A day care center in Massachusetts closed on Wednesday and Thursday after a child developed typhoid fever. The child, who remains anonymous, had recently traveled and is not believed to have contracted the illness at the center.
A state health department spokesperson said,
The Massachusetts Department of Public Health is working with Bright Horizons and the Quincy Public Health Department to prevent the spread of the disease.
Teachers and other students at Bright Horizons day care in North Quincy are being tested for typhoid fever, Fox News reports. Children ages six weeks to five years attend the institution, which opted to close temporarily upon learning that one of its attendees had fallen ill. The day care center will reopen once testing has been completed.
One parent at the child care center said, “”It was very scary, very scary. Then you start Googling what is this, what does it mean. I mean, I have an infant, so it’s even more dangerous in that age range.” All parents of children who attend the day care have been contacted by authorities.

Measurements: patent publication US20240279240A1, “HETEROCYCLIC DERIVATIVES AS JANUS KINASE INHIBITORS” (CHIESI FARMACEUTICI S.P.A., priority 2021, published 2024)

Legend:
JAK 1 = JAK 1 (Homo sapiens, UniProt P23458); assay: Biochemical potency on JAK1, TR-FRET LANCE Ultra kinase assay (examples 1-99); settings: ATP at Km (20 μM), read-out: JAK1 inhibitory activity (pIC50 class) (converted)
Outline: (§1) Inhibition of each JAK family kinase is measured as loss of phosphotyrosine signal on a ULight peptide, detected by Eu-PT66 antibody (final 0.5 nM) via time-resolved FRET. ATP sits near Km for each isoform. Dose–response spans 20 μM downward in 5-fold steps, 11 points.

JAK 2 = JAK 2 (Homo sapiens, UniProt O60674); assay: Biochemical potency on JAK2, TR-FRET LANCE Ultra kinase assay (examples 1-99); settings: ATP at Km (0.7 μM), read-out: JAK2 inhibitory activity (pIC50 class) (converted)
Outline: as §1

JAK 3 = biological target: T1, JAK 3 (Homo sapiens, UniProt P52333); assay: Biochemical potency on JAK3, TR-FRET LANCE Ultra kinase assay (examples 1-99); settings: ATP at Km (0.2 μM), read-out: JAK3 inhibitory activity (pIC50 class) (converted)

Typhoid can cause stomach pains, high fevers, constipation, rashes, weakness, headaches and loss of appetite. It is generally spread through contaminated food and water. In severe cases, typhoid fever can cause internal bleeding and may even lead to death, though such cases ae extremely rare.
Dr. Mary Montgomery, infectious disease physician at Brigham and Women’s Hospital, said, “It is a serious infectious disease that can be deadly if not treated appropriately. Like many infectious diseases, it can be worse in young children compared to adults.”
Typhoid fever is actually rare in the United States, but the Centers for Disease Control and Prevention still cautions against it, and states that people who travel to Asia, Africa and Latin America are the most at-risk for contracting the disease.